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Jason Hines

Why Black History?

It seems that at some point every February, someone will question the meaning, purpose, and existence of Black History Month.1 The argument usually starts with a discussion of the existence of race as a social construct and ends with the prescription that racism would end if Black people would stop talking about it so much.2 Despite my admitted bias, I think that Black History Month continues to have value—not only for Black people in this country, but for all of us.

On Remaining Silent

Unless you mercifully chose to unplug for the last week or so, you are well familiar with Donald Trump’s racist, xenophobic, White supremacist comments in the week before Martin Luther King, Jr. Day. I am not here to debate the obvious.

A New (Old) Resolve

I am not usually one for New Year’s Resolutions. To be honest, I have trouble sticking with anything when I am artificially manufacturing dedication to a new pursuit. As such resolutions of this type do not normally appeal to me. However, as I outlined in this space last month, I am struggling with aspects of my spiritual family as we come to the close of a new year and so I am willing to try something new in an effort to start 2018 off on the right foot.

We Are Family

Through a quirk of fate, I am tasked with writing the piece that posts on Spectrum on Thanksgiving. I am sure that I’ve talked before about how much I enjoy Thanksgiving. It is by far my favorite holiday of the year. Not only does it have the best food, but for me, this holiday is the one that I most closely connect with the concept of family. I have vivid memories of my childhood and teenage years, when the family would descend on my house like a swarm and we would spend the day laughing and eating and watching football.

Serious Problems and Serious People

A couple of nights ago, my eyes fell on one of my favorite movies, The American President (1995).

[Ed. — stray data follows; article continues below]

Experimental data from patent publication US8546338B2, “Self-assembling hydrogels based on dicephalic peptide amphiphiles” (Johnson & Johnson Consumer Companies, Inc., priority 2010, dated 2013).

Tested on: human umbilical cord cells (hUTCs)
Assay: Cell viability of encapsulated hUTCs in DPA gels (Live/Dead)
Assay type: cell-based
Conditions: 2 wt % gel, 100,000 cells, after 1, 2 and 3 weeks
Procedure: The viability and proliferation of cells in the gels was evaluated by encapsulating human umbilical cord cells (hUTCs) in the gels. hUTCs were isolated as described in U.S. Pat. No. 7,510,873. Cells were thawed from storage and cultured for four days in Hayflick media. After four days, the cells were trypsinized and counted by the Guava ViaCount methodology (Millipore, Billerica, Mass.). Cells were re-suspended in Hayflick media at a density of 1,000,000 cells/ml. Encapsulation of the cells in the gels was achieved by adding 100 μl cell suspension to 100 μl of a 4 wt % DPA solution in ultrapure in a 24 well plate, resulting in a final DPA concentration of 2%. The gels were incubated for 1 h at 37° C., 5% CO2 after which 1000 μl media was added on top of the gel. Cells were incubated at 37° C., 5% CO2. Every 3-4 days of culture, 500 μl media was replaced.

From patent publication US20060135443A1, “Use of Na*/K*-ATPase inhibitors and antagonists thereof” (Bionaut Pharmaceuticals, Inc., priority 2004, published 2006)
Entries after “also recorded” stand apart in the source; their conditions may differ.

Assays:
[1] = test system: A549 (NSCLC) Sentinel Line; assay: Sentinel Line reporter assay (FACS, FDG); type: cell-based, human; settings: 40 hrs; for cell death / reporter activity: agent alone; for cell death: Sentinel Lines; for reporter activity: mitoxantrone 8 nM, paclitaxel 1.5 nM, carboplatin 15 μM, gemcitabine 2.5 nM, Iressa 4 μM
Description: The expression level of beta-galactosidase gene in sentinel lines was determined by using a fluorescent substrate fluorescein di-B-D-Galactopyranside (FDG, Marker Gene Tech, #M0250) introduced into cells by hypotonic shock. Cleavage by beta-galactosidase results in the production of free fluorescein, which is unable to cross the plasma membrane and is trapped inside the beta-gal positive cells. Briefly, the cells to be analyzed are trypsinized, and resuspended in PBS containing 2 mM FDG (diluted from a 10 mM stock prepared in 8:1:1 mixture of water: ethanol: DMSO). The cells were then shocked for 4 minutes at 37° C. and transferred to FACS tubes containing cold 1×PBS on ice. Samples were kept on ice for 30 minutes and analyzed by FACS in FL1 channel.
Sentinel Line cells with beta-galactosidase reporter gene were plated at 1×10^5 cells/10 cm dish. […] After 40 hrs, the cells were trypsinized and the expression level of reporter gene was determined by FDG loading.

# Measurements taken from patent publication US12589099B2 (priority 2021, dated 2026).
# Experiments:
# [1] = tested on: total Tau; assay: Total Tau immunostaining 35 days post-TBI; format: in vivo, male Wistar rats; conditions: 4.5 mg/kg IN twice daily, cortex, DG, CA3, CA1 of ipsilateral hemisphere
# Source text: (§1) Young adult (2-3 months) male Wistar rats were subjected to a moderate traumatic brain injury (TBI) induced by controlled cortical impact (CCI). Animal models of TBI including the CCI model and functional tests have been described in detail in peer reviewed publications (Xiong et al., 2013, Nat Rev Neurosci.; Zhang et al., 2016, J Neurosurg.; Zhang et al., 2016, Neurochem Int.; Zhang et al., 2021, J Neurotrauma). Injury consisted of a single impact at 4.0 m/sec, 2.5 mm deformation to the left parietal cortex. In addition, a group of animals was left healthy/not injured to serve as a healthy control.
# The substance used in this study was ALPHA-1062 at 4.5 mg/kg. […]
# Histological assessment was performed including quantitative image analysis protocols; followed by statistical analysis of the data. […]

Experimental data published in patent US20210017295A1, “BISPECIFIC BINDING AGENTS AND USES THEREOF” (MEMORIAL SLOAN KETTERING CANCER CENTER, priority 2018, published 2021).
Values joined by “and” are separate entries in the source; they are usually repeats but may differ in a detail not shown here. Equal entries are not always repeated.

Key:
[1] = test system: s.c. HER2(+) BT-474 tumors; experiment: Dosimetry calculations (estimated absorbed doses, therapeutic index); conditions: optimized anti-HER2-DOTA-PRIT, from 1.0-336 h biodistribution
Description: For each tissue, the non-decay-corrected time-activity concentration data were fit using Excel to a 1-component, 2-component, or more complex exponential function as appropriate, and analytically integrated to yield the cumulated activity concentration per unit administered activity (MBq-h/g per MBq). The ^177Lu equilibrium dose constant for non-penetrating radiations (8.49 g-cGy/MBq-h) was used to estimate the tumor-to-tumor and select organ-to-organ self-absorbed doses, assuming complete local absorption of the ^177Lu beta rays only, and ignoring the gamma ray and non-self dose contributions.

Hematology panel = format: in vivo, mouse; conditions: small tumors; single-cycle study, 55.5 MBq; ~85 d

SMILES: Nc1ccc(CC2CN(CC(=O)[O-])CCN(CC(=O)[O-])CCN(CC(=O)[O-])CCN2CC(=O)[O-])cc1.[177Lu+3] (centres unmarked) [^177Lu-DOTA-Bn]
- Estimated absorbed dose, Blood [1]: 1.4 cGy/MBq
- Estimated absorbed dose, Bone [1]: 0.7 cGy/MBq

The Reason

For those who have been to this column often, I do not know that I will say anything new in this post. There are no great epiphanies or unique insights to share. I am sure that everything I am going to say can be cobbled together from the six years of columns recorded here. However, in light of the past few weeks (months even), I am reminded that sometimes I can get so caught up in the battles that I can forget to be clear about why I am fighting. Why does it matter that Dr.

The Presidential Moral Quandary

The equivocation of this nation’s leader in the wake of a march for White supremacy and a terrorist attack in Charlottesville just over a week ago put in stark relief something many of us knew long ago.

A Series of Unfortunate Events

The death of Justine Damond is a human tragedy. However, I must say that I now understand the lack of fuss in a way that I did not fully comprehend before. Yes, someone died under problematic circumstances. But the story of Damond’s passing helped me understand how someone can view these incidents as just a confluence of unfortunate events and not anything that to be concerned about in any meaningful way.

I Give Up

I’m sitting here without a plan. I do not even have a rough outline of where these thoughts will go. If I have a plan, it is simply to write because the Spectrum website needs a post for Thursday morning, and there is nothing else I want to talk about. I sit here writing now not knowing whether I will say anything coherent or whether this will be just tears and rage and hurt and fear and sadness transmitted from my brain, heart, and the knot in my stomach, down through to my fingers on a keyboard and up onto a screen.

Find the Line

Religious liberty was in the news earlier this month as the man who was elected to the highest political office in the country signed an executive order that purported to relax enforcement of the Johnson Amendment. The Johnson Amendment restricts non-profits from endorsing political candidates in order to keep their tax-exempt status.

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